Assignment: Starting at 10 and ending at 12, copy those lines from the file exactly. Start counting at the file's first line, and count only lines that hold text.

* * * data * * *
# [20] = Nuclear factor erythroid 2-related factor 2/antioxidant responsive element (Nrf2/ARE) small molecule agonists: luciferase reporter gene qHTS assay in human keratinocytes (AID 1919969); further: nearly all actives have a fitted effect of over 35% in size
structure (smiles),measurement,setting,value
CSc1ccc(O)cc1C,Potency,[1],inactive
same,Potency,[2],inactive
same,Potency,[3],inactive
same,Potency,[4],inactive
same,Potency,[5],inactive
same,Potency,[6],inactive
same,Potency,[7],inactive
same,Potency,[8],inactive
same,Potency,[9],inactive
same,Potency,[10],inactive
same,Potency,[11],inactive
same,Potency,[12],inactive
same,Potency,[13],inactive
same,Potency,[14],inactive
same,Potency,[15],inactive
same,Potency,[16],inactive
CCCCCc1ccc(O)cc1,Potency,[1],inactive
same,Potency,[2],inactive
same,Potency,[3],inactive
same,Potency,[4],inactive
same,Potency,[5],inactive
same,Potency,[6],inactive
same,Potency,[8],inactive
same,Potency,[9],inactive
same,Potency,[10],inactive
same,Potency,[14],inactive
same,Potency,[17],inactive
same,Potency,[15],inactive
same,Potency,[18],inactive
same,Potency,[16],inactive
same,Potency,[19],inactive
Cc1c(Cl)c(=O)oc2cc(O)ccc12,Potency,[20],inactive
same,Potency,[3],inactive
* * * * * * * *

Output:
same,Potency,[8],inactive
same,Potency,[9],inactive
same,Potency,[10],inactive